For the last 17 years, I have worked in senior policy advice roles in central and local government. The hardest challenges I have faced in public life have not concerned technical problems of policy analysis. They have all involved working with people who want and value different things.

November, 09 2020   |   David Bromell

Defining the Problem

The problem of pluralism is as old as politics itself. Wherever there is diversity in proximity, conflict is inevitable. Politics is how, in a liberal democracy, we manage conflict without recourse to violence or the threat of violence.

Because of global trade, travel, migration and mass communications, pluralism is “in our face”, particularly in settler (immigrant-receiving) societies like New Zealand, as diversity gives way to super-diversity. In super-diverse societies, we increasingly have to do with differences and crossings-over within groups, not only between groups (Vertovec, 2007; Max Planck Institute, 2019). Super-diversity signals diversification of diversity.

I am looking for ways to work with pluralism that deepen the practice of democracy, keep ethics at the center of public life and correct for the managerialism that has accompanied New Public Management / New Public Governance in jurisdictions like Australia, Britain, Canada and New Zealand (Klikauer, 2015; O’Reilly and Reed, 2010; Rhodes, 2016).

There is a great deal to be said for pragmatic accommodation, but unless our pragmatism is principled, we risk concentrating power in a political elite. Keeping ethics at the center of public life requires us to think and deliberate together about the principles that frame how we might live together, in all our diverse diversities, in ways that minimize domination, humiliation, cruelty and violence.

So the question that drives my thinking about ethical competencies for public leadership (Bromell, 2019) is: What are the competencies, or leadership practices, we need to cultivate to work well (both effectively and ethically) in public life with people who want and value different things?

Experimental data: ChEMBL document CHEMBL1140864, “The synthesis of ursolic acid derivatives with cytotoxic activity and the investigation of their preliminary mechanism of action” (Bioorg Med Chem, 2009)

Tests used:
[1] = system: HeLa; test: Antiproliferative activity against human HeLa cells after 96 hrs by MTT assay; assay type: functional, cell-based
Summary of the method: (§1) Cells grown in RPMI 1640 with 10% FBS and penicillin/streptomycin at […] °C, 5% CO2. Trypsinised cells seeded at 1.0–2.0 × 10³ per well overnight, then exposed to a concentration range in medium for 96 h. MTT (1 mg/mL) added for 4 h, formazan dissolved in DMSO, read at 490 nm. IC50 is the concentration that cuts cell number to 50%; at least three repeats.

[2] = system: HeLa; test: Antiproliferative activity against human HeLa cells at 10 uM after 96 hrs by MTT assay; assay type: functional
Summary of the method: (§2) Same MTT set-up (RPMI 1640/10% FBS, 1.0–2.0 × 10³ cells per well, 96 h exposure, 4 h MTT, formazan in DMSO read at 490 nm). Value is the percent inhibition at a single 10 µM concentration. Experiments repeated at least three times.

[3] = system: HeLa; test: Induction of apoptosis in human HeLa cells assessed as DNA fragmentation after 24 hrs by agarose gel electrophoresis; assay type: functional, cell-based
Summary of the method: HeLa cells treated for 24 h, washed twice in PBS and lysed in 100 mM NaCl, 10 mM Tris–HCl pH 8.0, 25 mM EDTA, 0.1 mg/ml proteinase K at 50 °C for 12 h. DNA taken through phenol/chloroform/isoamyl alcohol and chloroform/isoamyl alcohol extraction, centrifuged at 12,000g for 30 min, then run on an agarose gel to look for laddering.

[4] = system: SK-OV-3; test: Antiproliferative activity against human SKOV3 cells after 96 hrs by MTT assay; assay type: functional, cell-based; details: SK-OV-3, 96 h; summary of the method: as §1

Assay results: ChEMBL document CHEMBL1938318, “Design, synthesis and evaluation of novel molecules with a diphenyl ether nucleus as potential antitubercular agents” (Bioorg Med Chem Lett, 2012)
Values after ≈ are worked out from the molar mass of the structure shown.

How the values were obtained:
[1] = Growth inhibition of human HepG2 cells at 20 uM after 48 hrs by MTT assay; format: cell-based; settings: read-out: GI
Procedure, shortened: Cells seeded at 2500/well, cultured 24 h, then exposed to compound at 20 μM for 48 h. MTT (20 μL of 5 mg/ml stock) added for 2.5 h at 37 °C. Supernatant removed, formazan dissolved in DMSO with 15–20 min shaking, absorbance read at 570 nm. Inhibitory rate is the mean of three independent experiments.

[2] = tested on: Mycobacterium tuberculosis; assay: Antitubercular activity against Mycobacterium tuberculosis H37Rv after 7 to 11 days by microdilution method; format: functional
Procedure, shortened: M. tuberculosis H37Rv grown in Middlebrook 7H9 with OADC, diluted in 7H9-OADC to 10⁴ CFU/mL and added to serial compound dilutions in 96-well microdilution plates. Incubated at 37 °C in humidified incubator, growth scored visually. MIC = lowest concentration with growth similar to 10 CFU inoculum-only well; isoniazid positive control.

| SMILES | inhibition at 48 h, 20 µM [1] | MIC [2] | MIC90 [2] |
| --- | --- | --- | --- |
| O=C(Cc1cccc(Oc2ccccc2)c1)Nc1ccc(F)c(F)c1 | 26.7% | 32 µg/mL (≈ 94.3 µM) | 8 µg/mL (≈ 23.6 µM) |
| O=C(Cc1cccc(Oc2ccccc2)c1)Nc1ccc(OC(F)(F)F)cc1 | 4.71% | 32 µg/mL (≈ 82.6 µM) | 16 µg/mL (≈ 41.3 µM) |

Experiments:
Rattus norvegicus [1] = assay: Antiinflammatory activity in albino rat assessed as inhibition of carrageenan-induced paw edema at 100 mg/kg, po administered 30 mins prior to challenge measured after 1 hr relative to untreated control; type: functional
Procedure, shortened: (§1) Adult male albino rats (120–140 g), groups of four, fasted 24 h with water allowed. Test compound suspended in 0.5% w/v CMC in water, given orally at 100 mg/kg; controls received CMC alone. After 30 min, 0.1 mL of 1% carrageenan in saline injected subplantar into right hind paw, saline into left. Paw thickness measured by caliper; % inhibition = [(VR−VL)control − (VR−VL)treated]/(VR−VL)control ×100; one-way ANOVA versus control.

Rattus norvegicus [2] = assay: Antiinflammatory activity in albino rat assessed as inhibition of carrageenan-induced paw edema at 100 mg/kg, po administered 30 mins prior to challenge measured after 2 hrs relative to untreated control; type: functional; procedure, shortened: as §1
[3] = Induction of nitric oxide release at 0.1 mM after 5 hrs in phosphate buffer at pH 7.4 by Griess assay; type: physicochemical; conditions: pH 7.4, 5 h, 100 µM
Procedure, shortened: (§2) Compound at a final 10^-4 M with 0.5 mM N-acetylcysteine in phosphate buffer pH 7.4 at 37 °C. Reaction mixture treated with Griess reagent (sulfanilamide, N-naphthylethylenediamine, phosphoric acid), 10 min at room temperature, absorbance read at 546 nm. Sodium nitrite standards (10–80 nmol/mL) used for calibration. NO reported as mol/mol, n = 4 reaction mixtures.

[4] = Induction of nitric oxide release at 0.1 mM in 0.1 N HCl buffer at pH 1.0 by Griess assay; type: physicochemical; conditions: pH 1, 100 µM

Civility, Diplomacy

The more I understand the breadth and depth of our differences, the more wary (and weary) I become of attempts to drive consensus where it does not exist, or to trump debate by asserting rights claims against each other.

First, I aim for civility rather than consensus. My thought on this has been shaped by the likes of Judith Shklar’s “liberalism of fear” (Shklar, 1989), echoed in Jacob Levy’s “multiculturalism of fear” (Levy, 2000); Iris Young’s “agonistic politics” with its “togetherness of strangers” (Young, 2000); and Chantal Mouffe’s urging of “agonism without antagonism” (Mouffe, 2005, 2009, 2013).

Public leadership demands strong interpersonal skills, if we are to engage in a pluralist, democratic and political politics that takes conflict seriously. It requires us to tone down our anger (Nussbaum, 2016) and develop the competency of civility (Waldron, 2018; Winston, 2003)—the art of disagreeing agreeably.

Secondly, we need to learn the art of diplomacy in our domestic politics as well as our international relations. Effective diplomacy strikes a balance between, on the one hand, principled advocacy and international good citizenship and, on the other hand, pragmatic negotiation to secure what, on balance, will best secure our national interests now and in the future. Our domestic politics similarly requires skills in stakeholder analysis and engagement, and in negotiation and conflict resolution with a view to the long-term public interest.


Stars to Steer By

In a political context where people want and value different things, which principles or values might guide and constrain pragmatic public administration and “muddling through” (Lindblom, 1959, 1979; Bromell, 2017)?

There are multiple relevant ethical values. I do not think we can sensibly reduce them to a single overriding objective like utility, happiness or New Zealand’s word of the moment, “wellbeing” (NZ Government, 2019). My critical reflection on political theory and public administration has led me to focus on four political values: freedom, equality, fairness and community.